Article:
things, this means that non-null pointers count as 'true'. However,
the comparison operators are defined as returning 1 when the
comparison is true, and the logical operators "!", "||" and "&&" are
defined as returning 1 when the corresponding truth table would have
"T".
 
Reply With Quote
 
Giacomo Degli Esposti
Guest
Posts: n/a
 
      05-13-2009
On 13 Mag, 17:56, (E-Mail Removed) wrote:
[...]
> What is the basic significant difference between if(ptr!=NULL) and if
> (ptr) (that means if ptr is true)????


There is no real difference: Any decent compiler would generate the
same
code for the two snippets.
It is a matter of style and readability of the source code.

ciao
Giacomo

 
Reply With Quote
 
Spiros Bousbouras
Guest
Posts: n/a
 
      05-13-2009
On 13 May, 16:56, (E-Mail Removed) wrote:
> What is the basic significant difference between if(ptr!=NULL) and if
> (ptr) (that means if ptr is true)????


The basic difference is that in order to use (ptr!=NULL) you
need to include some header which defines NULL, for example
<stdio.h>. On the other hand you can always write if (ptr) or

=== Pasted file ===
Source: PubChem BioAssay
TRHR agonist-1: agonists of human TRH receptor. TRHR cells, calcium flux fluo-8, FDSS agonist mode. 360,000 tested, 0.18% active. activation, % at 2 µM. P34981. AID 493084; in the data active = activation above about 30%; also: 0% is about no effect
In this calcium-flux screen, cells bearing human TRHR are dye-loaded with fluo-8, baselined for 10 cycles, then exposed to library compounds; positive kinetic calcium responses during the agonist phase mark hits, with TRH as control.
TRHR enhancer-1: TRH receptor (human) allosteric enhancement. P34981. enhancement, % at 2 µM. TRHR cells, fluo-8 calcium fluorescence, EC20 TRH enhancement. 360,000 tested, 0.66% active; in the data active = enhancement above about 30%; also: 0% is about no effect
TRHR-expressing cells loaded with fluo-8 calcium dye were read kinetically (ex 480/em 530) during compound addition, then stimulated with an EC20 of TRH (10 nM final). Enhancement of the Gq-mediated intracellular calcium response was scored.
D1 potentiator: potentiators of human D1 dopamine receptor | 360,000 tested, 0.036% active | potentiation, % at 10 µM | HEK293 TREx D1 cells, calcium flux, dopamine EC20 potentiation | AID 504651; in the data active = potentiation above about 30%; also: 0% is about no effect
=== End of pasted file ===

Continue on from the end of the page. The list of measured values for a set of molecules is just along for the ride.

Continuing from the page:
if (ptr != 0) even if your code does not include any of the
standard headers.

--
If there really exist any apostate ex-Randroids, god damn I'd
love to meet them. Apparently, though, it's like a black hole,
i.e., once you go there, you don't come back - ever.
http://www.iidb.org/vbb/showthread.p...78#post2704978
 
Reply With Quote
 
Keith Thompson
Guest
Posts: n/a
 
      05-13-2009
Spiros Bousbouras <(E-Mail Removed)> writes:
> On 13 May, 16:56, (E-Mail Removed) wrote:
>> What is the basic significant difference between if(ptr!=NULL) and if
>> (ptr) (that means if ptr is true)????

>
> The basic difference is that in order to use (ptr!=NULL) you
> need to include some header which defines NULL, for example
> <stdio.h>. On the other hand you can always write if (ptr) or
> if (ptr != 0) even if your code does not include any of the
> standard headers.


Well, that's *a* difference. In a program of any significant